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Pakistan's June inflation surges to highest in over a decade

KARACHI, Pakistan (Reuters) -Pakistan’s consumer price index (CPI) rose 21.3% in June from a year earlier, the statistics bureau said on Friday, for the South Asian nation’s highest inflation in 13 years.

FILE PHOTO: A man arranges cauliflowers for sale on his wheelbarrow at a vegetable market in Islamabad, Pakistan January 29, 2018. REUTERS/Faisal Mahmood

In May, the CPI was up 13.8% on the year. The month on month rise in June was 6.3%.

The spike comes as fuel prices have risen about 90% since end May after the government scrapped costly fuel subsidies in a bid to cut its surging fiscal deficit and secure resumption of an International Monetary Fund bailout programme.

Transport saw the biggest rise, with its index rising 62.2% in June on the year.

The price index for food items, which make up about a third of the CPI basket, rose 25.9%.

Pakistan has been struggling with high inflation for the last few months.

Despite rising global oil prices, subsidies for fuel and power were adopted in March 2022 by the government of previous Prime Minister Imran Khan, as he faced mounting discontent over his handling of the economy and rising inflation.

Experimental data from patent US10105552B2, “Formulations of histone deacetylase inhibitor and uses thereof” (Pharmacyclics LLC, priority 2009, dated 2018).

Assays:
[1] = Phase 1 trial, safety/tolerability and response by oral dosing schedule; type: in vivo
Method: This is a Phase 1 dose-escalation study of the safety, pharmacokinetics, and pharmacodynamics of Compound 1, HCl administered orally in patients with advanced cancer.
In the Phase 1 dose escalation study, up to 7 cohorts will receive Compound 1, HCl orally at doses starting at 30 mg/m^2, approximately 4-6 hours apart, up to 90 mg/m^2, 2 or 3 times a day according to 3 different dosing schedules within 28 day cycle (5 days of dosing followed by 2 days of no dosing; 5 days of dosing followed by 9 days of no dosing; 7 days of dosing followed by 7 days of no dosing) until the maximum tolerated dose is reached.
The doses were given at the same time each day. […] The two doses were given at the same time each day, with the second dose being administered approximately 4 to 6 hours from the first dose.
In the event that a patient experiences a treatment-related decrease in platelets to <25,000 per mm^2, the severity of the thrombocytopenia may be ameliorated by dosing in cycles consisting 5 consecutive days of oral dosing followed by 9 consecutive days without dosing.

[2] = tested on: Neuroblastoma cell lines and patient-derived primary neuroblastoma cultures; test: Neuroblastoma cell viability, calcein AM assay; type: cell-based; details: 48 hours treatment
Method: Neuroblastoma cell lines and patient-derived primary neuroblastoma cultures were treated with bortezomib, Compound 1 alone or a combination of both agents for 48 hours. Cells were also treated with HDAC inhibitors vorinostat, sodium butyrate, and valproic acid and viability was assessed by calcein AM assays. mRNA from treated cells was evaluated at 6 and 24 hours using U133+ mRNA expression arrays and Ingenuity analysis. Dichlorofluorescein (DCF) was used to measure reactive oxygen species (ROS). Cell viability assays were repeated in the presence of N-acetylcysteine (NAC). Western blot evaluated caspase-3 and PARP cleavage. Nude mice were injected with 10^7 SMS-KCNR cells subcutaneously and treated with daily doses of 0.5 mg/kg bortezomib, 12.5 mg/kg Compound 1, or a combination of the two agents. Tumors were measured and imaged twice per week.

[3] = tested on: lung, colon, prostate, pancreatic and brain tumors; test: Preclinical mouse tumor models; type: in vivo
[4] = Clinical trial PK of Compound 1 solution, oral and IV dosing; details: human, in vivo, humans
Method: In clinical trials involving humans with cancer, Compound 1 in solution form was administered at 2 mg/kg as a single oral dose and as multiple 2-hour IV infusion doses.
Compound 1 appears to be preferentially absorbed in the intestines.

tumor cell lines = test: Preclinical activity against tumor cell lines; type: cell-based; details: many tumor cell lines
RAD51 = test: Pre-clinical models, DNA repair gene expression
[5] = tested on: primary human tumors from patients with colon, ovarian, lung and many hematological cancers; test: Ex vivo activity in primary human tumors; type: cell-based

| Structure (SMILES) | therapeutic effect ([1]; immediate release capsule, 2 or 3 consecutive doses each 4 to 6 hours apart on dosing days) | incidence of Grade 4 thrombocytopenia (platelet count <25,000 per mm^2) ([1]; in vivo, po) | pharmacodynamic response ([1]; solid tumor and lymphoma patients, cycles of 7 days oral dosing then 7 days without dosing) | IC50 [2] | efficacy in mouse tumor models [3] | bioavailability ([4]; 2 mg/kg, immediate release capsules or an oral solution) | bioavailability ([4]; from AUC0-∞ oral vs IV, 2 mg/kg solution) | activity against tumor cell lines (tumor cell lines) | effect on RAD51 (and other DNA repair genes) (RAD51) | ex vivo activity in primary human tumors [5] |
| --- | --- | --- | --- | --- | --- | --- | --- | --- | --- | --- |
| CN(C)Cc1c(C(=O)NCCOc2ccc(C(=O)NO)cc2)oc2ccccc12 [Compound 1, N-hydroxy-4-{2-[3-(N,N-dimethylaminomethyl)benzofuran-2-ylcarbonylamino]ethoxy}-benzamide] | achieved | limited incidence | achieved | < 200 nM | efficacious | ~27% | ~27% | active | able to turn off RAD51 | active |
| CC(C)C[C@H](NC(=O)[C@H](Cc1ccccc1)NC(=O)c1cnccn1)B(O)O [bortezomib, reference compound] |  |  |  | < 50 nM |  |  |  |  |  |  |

He was ousted in April, and the new government began reversing the costly subsidy, which it brought on par with international prices late last month.

Prices of fuel were hiked further on Thursday, with the cash-strapped government imposing a petroleum levy in its battle to reduce the fiscal deficit.

The levy, which officials expect to rise even further, was part of fiscal consolidation measures agreed with the IMF to resume the bailout programme.

A research report by Topline Securities expects inflation to remain around 17% to 19% in fiscal year 22-23.

The report also expects a policy rate hike by the central bank in a meeting scheduled for next week.

The State of Bank of Pakistan has already raised the policy rates thus far by 400 basis points in 2022, it added.

Reporting by Syed Raza Hassan; Writing by Gibran Peshimam; Editing by Toby Chopra, Clarence Fernandez and Jonathan Oatis

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